The ironic thing is that, now that I have what I always said I wanted, part of me is ready to move. Force of habit. To see what is over the horizon or in another part of the US or in another country (I spent most of my childhood outside the US and would be comfortable going back overseas.) Realistically, it isn't likely, though. We are here in the first place because this part of the country is where the career opportunities for my husband are, and that probably won't change. Also, one of the kids has a language disability, and we have him in a good academic situation, one that I would be very hesitant to disrupt except in the case of a job offer that we absolutely could not refuse.

And anyway, there are too many days like today, where the sky is blue and cloudless and my vegetable garden is burgeoning and the butterfly bushes are overflowing with tiger swallowtails and monarchs and painted ladies and a neighbor invited my daughter to visit her chickens and I saw many of my friends while waiting to pick the Things up from their summer camp and The Hound had plenty of squirrels to chase on her walk and I am constantly reminded of why this place is good for my formerly city-dwelling soul. It would probably take a backhoe to drag me out of here.

In the immortal words of Douglas Adams, "I may not have gone where I intended to go, but I think I have ended up where I needed to be."

Tuesday, July 24, 2012

Sticker Shock

I have to say that I am not really into bumper stickers. They are like tattoos in that a) I have never* found anything that I wanted to permanently display on either my skin or my vehicle, and b) they give total strangers ammunition for judging you. And they often do judge, in both cases. Sometimes leading to physical damage to either skin or car, especially if alcohol is involved.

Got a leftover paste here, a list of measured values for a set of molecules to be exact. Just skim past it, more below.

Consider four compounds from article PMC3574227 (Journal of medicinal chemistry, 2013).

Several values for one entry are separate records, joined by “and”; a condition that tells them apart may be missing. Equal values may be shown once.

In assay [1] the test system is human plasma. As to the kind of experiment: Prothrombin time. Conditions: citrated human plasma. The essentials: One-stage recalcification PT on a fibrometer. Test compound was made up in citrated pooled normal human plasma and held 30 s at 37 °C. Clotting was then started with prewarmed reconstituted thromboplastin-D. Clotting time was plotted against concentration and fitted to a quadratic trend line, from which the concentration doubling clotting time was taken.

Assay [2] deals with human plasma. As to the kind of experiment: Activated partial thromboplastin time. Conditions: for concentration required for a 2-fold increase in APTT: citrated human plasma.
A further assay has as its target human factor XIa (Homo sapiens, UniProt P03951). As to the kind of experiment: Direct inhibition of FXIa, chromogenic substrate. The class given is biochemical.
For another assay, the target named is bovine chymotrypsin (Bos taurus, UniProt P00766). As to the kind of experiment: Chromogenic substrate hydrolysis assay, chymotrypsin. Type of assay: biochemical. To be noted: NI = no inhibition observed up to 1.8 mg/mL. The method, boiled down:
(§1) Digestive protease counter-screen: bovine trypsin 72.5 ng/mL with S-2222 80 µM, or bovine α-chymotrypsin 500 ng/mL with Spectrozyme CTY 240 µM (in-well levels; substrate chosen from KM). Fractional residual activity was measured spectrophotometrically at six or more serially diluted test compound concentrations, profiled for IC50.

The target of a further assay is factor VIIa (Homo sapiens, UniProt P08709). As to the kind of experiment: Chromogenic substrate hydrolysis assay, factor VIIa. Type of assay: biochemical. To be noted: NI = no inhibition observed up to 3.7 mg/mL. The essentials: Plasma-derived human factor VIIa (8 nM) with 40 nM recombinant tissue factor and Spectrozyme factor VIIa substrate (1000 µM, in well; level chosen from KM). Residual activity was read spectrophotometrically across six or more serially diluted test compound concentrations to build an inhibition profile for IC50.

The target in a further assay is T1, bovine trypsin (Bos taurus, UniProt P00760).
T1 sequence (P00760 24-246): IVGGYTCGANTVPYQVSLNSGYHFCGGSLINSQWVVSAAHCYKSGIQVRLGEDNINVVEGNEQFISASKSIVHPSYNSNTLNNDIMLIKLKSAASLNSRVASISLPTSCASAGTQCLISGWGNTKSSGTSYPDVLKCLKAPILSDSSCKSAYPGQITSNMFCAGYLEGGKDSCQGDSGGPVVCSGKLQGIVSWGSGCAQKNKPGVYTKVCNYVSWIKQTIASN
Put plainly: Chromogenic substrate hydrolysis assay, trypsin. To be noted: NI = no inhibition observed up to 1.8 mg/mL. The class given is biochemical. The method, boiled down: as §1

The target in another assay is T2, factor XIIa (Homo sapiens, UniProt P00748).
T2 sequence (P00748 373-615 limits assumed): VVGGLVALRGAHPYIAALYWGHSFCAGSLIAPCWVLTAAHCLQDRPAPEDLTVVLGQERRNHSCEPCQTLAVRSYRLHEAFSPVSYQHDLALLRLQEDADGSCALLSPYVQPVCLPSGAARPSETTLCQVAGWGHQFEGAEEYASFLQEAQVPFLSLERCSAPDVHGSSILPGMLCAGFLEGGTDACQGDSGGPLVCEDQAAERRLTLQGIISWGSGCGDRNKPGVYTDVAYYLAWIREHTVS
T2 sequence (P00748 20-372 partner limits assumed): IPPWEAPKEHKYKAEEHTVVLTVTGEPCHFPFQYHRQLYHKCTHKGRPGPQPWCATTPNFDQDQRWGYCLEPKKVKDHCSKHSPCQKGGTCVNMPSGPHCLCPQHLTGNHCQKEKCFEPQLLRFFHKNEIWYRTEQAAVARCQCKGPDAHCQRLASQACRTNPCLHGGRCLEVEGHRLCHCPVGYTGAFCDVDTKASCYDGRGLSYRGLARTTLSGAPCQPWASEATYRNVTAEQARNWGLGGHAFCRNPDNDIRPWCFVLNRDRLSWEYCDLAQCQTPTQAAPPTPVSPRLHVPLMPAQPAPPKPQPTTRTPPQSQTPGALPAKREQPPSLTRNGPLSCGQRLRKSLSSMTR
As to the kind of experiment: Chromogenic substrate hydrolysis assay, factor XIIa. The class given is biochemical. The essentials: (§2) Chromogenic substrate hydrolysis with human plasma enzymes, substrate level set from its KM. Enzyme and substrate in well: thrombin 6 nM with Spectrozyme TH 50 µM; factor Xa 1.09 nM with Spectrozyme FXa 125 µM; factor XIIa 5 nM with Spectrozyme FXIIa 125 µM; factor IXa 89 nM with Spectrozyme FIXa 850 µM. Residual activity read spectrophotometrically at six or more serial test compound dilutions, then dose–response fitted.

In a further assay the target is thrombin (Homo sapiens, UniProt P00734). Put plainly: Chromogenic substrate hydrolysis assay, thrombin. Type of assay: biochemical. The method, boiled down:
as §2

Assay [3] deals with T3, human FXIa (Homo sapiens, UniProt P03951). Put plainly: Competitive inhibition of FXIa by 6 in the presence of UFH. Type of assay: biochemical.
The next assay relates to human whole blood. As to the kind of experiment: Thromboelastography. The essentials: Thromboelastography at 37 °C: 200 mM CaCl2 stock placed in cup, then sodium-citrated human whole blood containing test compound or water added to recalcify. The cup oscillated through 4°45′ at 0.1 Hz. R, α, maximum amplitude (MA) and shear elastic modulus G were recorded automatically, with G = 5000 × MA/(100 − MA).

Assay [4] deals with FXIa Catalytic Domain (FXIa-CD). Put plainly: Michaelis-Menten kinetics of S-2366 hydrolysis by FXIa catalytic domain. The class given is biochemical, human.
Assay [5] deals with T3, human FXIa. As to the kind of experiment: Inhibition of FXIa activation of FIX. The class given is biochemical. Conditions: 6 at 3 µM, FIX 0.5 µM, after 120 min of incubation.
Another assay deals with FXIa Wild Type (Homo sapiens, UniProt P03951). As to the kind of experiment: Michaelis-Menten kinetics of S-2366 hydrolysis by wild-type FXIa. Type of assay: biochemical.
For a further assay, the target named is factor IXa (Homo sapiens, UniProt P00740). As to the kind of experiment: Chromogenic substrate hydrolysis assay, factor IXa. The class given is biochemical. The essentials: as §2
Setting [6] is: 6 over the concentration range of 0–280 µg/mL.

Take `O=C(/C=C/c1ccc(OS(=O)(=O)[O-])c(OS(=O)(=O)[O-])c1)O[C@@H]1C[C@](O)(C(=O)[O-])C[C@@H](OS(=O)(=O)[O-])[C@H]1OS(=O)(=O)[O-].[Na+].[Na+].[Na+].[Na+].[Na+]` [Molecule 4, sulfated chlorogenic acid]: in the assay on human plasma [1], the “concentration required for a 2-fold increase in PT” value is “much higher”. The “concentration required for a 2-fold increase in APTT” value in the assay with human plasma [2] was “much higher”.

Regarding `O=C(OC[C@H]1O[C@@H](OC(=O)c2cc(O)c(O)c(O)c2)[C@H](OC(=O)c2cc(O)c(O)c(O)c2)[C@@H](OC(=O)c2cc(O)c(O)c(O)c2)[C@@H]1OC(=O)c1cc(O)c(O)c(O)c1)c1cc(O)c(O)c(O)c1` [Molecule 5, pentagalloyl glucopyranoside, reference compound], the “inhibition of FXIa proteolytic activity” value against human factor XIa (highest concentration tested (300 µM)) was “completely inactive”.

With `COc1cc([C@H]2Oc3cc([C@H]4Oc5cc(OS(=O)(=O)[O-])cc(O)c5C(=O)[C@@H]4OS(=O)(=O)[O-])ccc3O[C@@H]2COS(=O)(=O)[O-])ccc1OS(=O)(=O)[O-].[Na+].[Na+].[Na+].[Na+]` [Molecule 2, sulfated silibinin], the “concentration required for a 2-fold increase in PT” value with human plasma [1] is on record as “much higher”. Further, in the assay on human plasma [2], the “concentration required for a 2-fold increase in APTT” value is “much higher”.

(*I did make one exception to the no-sticker rule on my own car. Long ago, in the fire of youth. Fortunately for me, the Darwin Fish decal I applied did not lead to the car being keyed. In my own defense, I think that some so-called religious types need to refamiliarize themselves with Matthew 23:12 before they choose their bumper stickers. And that's all I'm going to say about that.)

There is a nearby town that is overwhelmingly occupied by people whose fundamental beliefs differ from mine. How do I know? I can tell by their bumper stickers. For good or bad, many people showcase their beliefs on their cars. It's a free country and you can do that if you want to.

Except that people then decide whether they do or don't like you based on your car. Not sure I want my car speaking for me. I can do that for myself.

Monday, July 23, 2012


I collect frogs. I have stuffed toy frogs. A string of frog-shaped lights. A pair of wooden frogs holding a Welcome sign on my kitchen windowsill. A frog-shaped tea light holder. Etc. Etc. For my recent birthday, my mother sent me a pair of earrings, small works of art carefully crafted from copper and other metals. I laughed when I saw the tiny frog on each. She knows me so well.

The irony is that there are real frogs only yards from my back door. Loud, hidden frogs that taunt me with their raucousness at all hours from their secret hideaways in the crevices of the deck. I would cheerfully feed every one of them to any available predator just to have some peace in the quiet hours of the night.

Sunday, July 22, 2012

Notes to Self

Mulch. In May. Otherwise, you will spend an entire perfectly beautiful July Sunday pulling weeds and cursing.

Also, if you can avoid having knee surgery in May in future, that would be good. Tough to weed or mulch when you can't kneel.

Of course, avoiding the knee injury entirely would have been good too. Yoga, walking and biking are your friends. Step Aerobics, running, and martial arts are not. You are not 21 anymore. You are way too close to 40 and the mother of three children. Not that you always have to act like one, but common sense, please.

In the immortal words of my aunt: Getting old is pigeon poop.

Cattiness du Jour

Dear God, the Spanish Olympic uniforms are ugly. Ours may be made in China, but at least they do not look like the aftermath of a major condiment fight.

Berets. Really, Ralph Lauren??? And the oversized Polo logo? Come on.